On 04 November 1864 Marcella embarked on the ship Ganges at Queenstown (now Cobh), Cork , at which point she may have been between one and six months pregnant. A child, perhaps of her marriage to John Irvine, was born in New Zealand in 1865, and the birth not registered, so the precise date of birth is unknown. The child was named for Marcella’s father, Richard Waters.
There is another possible parent for this child. On board the immigrant ship was a fellow passenger of Marcella’s, Robert Irwin, born 1834 in Northern Ireland, Marcella’s future husband. If Robert was the father, conception must have taken place on board the Ganges, between 04 November 1864 and the date the couple were married in Auckland, 09 May 1865. Perhaps the pregnancy was the cause of the marriage. In this case the child would have been born between August and December 1865.
The Ganges had a difficult voyage. It left Queenstown (Cobh) with general cargo, and a total of 474 passengers. Unfortunately, the ship was delayed in loading and leaving port, and examination of the health of those boarding was not as thorough as it should have been. When it arrived in Auckland 14 February 1865, there had been 54 deaths of children, and two adults had died as well. Cause of death was bronchitis and whooping cough. Overcrowding and poor ventilation was blamed for the deaths. There were also several deaths by misadventure of sailors. Redressing the balance somewhat, there were 16 births on the voyage (Richard Waters was not one of them).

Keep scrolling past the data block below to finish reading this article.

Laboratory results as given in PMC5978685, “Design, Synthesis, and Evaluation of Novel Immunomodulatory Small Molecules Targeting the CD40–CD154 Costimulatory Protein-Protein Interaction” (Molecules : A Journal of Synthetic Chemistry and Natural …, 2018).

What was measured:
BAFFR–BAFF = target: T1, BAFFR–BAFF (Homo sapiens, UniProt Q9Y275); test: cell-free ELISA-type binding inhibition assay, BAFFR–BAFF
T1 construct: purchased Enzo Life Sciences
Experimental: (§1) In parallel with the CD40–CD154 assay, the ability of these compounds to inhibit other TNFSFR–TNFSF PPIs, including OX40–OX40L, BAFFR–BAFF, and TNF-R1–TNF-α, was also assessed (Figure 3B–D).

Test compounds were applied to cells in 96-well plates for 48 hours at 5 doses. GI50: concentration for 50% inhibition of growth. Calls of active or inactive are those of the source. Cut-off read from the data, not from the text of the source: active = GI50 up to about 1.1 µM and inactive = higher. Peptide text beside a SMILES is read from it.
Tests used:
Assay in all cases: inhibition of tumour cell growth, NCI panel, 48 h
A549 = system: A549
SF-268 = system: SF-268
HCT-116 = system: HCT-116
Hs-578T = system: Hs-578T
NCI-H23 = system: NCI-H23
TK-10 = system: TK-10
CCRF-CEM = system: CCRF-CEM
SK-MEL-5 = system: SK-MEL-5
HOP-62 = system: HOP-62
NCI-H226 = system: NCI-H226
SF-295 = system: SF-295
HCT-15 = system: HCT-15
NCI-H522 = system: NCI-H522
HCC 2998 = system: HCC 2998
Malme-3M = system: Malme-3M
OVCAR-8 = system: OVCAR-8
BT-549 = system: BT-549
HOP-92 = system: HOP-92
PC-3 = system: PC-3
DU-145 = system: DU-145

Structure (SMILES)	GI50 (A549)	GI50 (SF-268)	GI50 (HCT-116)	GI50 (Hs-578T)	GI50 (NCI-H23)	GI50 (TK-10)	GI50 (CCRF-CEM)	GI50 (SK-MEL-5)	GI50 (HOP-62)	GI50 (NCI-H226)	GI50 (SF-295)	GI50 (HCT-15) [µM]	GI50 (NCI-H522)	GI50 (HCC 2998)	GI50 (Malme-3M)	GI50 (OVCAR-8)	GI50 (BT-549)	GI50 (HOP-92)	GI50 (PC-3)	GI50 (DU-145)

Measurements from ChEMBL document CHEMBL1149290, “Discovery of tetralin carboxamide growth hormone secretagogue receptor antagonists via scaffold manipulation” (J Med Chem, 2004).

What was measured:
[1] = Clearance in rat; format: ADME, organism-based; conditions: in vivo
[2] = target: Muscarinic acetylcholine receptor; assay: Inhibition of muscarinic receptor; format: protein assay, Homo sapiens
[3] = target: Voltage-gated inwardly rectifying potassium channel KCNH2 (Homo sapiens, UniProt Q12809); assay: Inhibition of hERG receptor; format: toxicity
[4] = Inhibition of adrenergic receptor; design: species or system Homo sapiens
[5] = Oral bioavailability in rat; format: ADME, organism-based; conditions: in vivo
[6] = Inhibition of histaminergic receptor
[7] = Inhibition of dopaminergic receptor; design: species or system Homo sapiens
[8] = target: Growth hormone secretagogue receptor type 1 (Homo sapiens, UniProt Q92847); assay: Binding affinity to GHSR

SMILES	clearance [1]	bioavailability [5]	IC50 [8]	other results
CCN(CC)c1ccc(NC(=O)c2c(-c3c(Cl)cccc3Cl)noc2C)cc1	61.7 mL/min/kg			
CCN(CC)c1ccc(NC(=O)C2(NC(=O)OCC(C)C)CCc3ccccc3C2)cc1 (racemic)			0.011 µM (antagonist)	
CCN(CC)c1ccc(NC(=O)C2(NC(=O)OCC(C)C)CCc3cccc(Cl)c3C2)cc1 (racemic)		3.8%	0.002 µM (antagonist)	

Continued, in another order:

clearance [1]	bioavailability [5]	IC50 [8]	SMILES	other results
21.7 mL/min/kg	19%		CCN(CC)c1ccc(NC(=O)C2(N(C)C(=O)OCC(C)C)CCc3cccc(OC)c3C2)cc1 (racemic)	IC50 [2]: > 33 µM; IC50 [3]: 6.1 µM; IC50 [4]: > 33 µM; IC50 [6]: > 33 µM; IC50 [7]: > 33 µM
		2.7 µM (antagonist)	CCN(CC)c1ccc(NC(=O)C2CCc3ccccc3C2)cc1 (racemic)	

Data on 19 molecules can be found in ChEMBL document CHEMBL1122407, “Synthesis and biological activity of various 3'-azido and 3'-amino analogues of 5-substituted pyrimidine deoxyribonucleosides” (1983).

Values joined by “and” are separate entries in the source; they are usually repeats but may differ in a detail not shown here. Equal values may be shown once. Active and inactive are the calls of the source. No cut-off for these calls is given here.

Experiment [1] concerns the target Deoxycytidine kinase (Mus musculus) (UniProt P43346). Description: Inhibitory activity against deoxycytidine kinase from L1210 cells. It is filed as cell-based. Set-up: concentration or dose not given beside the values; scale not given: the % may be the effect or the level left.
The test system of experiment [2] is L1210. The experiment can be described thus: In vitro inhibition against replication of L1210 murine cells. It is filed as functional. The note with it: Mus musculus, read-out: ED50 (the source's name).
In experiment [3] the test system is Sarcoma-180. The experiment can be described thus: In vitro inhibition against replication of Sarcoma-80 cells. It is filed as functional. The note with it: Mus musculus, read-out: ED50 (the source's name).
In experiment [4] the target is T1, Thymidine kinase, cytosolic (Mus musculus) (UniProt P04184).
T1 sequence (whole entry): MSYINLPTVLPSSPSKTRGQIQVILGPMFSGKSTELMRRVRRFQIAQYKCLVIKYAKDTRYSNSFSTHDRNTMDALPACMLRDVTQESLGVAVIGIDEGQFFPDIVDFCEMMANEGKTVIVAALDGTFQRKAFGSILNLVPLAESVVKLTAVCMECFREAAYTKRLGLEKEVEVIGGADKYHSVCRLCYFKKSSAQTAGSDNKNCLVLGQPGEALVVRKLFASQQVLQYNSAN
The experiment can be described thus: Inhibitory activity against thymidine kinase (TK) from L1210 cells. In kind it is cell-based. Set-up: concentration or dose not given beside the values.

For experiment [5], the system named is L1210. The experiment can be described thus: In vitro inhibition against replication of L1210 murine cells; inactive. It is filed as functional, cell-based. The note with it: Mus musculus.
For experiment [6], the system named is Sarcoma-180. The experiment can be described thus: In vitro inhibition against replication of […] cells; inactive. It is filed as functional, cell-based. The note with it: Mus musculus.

On arrival in New Zealand Marcella would have been pregnant, a widow, perhaps forced into a marriage to avoid the taint of illegitimacy for her child. Already, at age 24, life was presenting Marcella with problems.
On 09 May 1865 Robert Irwin married Marcella Irvine in Auckland. Marcella’s previous name was spelled ‘Irwin’ not ‘Irvine’ in the marriage registry, a spelling confusion that would recur through her life. The names were probably pronounced the same. A son, known as Richard Waters Irwin, had been born 1865, but the birth does not appear to have been registered. Then, on 08 August 1867, at Tuakau in the Waikato, Marcella gave birth to a daughter, Elizabeth, her second child, my grandmother. By the time a third child, a second son, Robert, was born on 17 October 1868, the family had moved to Graham Street Auckland. Another son, William George, was born in 1871 in Auckland (though this birth too does not appear to be registered), and a daughter, Mary Ann, on 01 May 1872, in Abercrombie Street Auckland.